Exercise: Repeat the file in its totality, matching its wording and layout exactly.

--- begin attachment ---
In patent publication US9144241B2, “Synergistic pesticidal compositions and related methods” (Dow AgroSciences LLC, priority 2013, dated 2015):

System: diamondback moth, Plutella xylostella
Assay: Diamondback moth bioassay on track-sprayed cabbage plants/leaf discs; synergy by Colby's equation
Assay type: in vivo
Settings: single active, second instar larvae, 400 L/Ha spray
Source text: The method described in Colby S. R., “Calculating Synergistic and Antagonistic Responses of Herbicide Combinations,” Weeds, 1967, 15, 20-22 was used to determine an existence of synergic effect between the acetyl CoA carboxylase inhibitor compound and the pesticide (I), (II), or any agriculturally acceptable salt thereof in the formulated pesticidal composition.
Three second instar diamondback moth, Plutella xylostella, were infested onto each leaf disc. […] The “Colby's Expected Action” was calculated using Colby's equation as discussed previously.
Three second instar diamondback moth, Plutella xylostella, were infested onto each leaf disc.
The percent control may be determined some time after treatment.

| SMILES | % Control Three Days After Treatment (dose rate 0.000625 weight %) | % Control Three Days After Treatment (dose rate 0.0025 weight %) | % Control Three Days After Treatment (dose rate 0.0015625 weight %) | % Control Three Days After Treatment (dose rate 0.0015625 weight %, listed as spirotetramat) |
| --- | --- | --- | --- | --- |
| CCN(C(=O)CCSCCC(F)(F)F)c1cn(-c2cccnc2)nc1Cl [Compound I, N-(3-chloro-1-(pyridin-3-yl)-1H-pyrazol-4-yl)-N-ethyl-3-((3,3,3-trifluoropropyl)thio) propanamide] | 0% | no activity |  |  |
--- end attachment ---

In patent publication US9144241B2, “Synergistic pesticidal compositions and related methods” (Dow AgroSciences LLC, priority 2013, dated 2015):

System: diamondback moth, Plutella xylostella
Assay: Diamondback moth bioassay on track-sprayed cabbage plants/leaf discs; synergy by Colby's equation
Assay type: in vivo
Settings: single active, second instar larvae, 400 L/Ha spray
Source text: The method described in Colby S. R., “Calculating Synergistic and Antagonistic Responses of Herbicide Combinations,” Weeds, 1967, 15, 20-22 was used to determine an existence of synergic effect between the acetyl CoA carboxylase inhibitor compound and the pesticide (I), (II), or any agriculturally acceptable salt thereof in the formulated pesticidal composition.
Three second instar diamondback moth, Plutella xylostella, were infested onto each leaf disc. […] The “Colby's Expected Action” was calculated using Colby's equation as discussed previously.
Three second instar diamondback moth, Plutella xylostella, were infested onto each leaf disc.
The percent control may be determined some time after treatment.

| SMILES | % Control Three Days After Treatment (dose rate 0.000625 weight %) | % Control Three Days After Treatment (dose rate 0.0025 weight %) | % Control Three Days After Treatment (dose rate 0.0015625 weight %) | % Control Three Days After Treatment (dose rate 0.0015625 weight %, listed as spirotetramat) |
| --- | --- | --- | --- | --- |
| CCN(C(=O)CCSCCC(F)(F)F)c1cn(-c2cccnc2)nc1Cl [Compound I, N-(3-chloro-1-(pyridin-3-yl)-1H-pyrazol-4-yl)-N-ethyl-3-((3,3,3-trifluoropropyl)thio) propanamide] | 0% | no activity |  |  |